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Qualities of a Good

Teacher

Prof. Dr. A. R. Saleemi


Dean
Faculty of Chemical, Met. & Min Engg.
University of Engineering & Technology, Lahore
Teaching is hard work,

because it is heart work.


Teaching excellence is an on-going
engagement with the scholarship of learning
and teaching, an understanding of how
students learn, a promotion of interactivity,
and an all-round enhancement of student
learning.

(Gibbs & Habeshaw, 2003)


Layout of the Lecture
• What is a teacher?
• Role of a teacher
• Complexities in teaching
• What is quality teaching?
• A good / modern classroom
• Qualities of a good teacher
• The real teacher (problems)
• Types of teachers
• Strategies for becoming a good teacher
• Conclusion
What is a Teacher?
1. To a mind of flint, the teacher must be iron, and
strike sparks. To the empty pitcher, the teacher
becomes a well. To the fallow mind, a planter of
seeds. To the cluttered mind, a gardener to
weed, shape, and clear a space for growing.
2. To the lens, the teacher is light, and to the mind
of light, a lens.
3. To the sleeper, the teacher is the wake-up call of
birds at sunrise. To clay, the teacher is potter,
sculptor, and trainer in self-shaping. To the
wanderer, the teacher is a knowing guide. To the
developed mind, the teacher is colleague,
listener, friend.
Role of a Teacher
1. Teacher’s foremost duty is intellectual /
creative development of the students.
2. To impart technical knowledge
3. To foster the development of technical
skills
4. To develop ethical dimensions of the
students (motivation, character, self-
esteem, civic responsibilities)
5. To impart training for management,
decision-making and leadership qualities
in students
Role of a Teacher (Cont…)

6. To develop wisdom and understanding


about the practical problems of the life
7. To develop global vision and be
responsible to lighten the future of the
students
8. To teach the students respect for
individual / cultural / racial / religious
differences
Complexities in Teaching

1. Cultural and social diversities


2. Religious diversities
3. Merit diversities
4. IQ diversities (skills, abilities)
5. Diverse backgrounds & contexts
6. Different human needs and
conditions
7. Rapidly growing knowledge base
TEACH US IF
YOU DARE !!!

WE
ARE
WAITING
!!!
I LOVE THIS
MY IS FUN!
JOB
SOMETHING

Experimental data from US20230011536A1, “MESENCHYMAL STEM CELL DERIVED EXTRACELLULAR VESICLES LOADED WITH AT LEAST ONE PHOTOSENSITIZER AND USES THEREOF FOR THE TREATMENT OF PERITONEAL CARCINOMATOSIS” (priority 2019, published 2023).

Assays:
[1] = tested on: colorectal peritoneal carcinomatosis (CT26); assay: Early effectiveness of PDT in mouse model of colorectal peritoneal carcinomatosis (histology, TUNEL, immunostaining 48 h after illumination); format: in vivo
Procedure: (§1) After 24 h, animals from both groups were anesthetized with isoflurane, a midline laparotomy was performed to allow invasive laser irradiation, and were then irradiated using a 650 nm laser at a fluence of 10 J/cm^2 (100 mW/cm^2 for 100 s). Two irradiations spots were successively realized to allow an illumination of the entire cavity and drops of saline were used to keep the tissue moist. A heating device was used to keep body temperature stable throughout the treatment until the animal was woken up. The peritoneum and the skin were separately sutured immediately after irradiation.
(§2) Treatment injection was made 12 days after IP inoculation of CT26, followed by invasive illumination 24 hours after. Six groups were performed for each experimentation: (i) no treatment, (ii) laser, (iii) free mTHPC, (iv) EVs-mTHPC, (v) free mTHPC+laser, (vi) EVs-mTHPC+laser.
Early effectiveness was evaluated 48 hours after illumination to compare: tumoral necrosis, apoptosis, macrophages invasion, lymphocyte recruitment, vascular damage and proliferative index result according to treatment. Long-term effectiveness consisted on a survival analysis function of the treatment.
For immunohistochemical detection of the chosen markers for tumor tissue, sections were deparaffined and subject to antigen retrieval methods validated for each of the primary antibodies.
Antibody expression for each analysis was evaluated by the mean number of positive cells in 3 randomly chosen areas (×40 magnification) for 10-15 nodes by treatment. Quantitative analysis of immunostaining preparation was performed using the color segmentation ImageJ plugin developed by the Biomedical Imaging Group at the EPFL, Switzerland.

IS
WRONG However, This is also Possible
MY NAME’S
TROUBLE
WELCOME LET’S MAKE
TO HELL! SOME NOISE
What is Quality Teaching?
Source: Hart and Teeter. (2002). A national priority: Americans speak on teacher quality. Educational Testing
Service.
A Good Teacher’s Classroom
• Teacher and students seem to be involved
in everything that is happening.
• Teacher has a ready alternative whenever
students fail to understand or perform a
given task.
• All students are actively involved in the
proceedings.
• Students show willingness or interest.
A Good Teacher’s Classroom
(Cont…)
• All students are attentive to others and to
the teacher.
• Learner reactions to learning activities
seem to be expected by the teacher.
• Teacher is in possession of all the material
that is required.
• The entire classroom is buzzing with eager
anticipation in the activities.
Multisensory Teaching Techniques
• Learning by SEEING: Use visual aids like maps, charts,
diagrams, animations etc. Make use of boards, projectors,
multimedia, etc.
• Learning by SAYING: Encourage students to take part in
discussions and express themselves, ask and answer
questions, work in groups, and explain the information to
other students.
• Learning by DOING: Make students participate in labs,
projects, field studies, role-play, demonstrations and
simulations, etc.
• Learning by LISTENING: Often a weak area in students,
and must be enhanced by teaching active listening and
note-taking skills.
Classroom Standards
• Space (fixed seating): min. 10 ft2 / student

• Space (moveable seating): min. 20-25 ft2 / student

• Space (seat-back to seat-back): 36-42 inches

• Reverberation time: max. 0.4 seconds

• Speech-to-noise ratio: min. 15 dB (decibels)

• Unoccupied environmental noise level: max. 30 dB


Classroom Standards (Cont…)
• Temperature: 68-75 °F (20-24 °C)

• Relative humidity: max. 65%

• Outside conditioned air: 15 cfm / person

• Lighting (at screen): min. 75 FC, and must be adjustable


to as low as 5% (1 FC or foot-candle = 1 Lumen / ft2)

• Lighting (for taking notes): min. 50 FC in the worst case,


design 70 FC, averaged at 12 points in room
Let’s Describe Punctual
a Good Patient
Tolerant
Teacher Positive
Understanding
Encouraging
Always well-prepared
Helpful
Energetic
Enthusiastic
Fair
Well-informed
Friendly
Humorous
Most of what goes on in the CLASSROOM is influenced
by the TEACHER far more than by the STUDENT

NO STUDENT IS
TOO MUCH
Some teachers are able to FOR ME
handle ay class.

WHY WON’T
THEY SHOW
ME ANY
RESPECT?

Others can create chaos


even out of the best class.
The Real Teachers
R Ready to explode
E Exhausted
A Actors / Actresses
L Lost!

T Tired
E Exasperated
A Addicts
C Crazy
H Heart attack risks
E Eccentric
R Restless
Types of Teachers
• The New Teacher
• The Disciplinarian
• The Friend
• The Entertainer
• The Cool Teacher
• The Experienced Teacher
The New Teacher
STUDENTS
WILL LIKE ME
BECAUSE I’M I FINALLY
YOUNG MADE IT – I’M
I’M AWARE OF A TEACHER
ALL THE LATEST
METHODOLOGY

TECHNOLOGY
DOES NOT
SCARE ME I HAVE EVERY
NECESSARY SKILL TO
TEACH. THAT’S
WHAT I WANT TO
DO!!!
The New Teacher (Merits)

• Full of enthusiasm

• Usually well-educated and up-to-date

• Closer in age to students

• Less communication gap

• Willing to try new things


The New Teacher (Problems)
• Can become disillusioned quite quickly

• Needs to learn that theory and practice are very much


different

• May be afraid / shy to ask for advice from seniors

• May suffer problems with discipline

• Needs time to learn about rules and policies

• Will suffer periods of self-doubt and needs encouragement


The Disciplinarian

I DON’T CARE
IF THEY LIKE RESPECT FOR
ME OR NOT THE TEACHER
IS ESSENTIAL

A CLASSROOM
THEY WOULDN’T WITHOUT RULES IS
DARE MAKE A LIKE A CAR WITHOUT
NOISE IN MY WHEELS
LESSON
The Disciplinarian (Merits)

• Believes that discipline is the root of education

• His / her class never speak without permission

• The students know that all assigned tasks must be


completed in time

• Believes in punishment and will enforce discipline if


necessary
The Disciplinarian (Problems)

• May frighten the students

• Does not like to take risks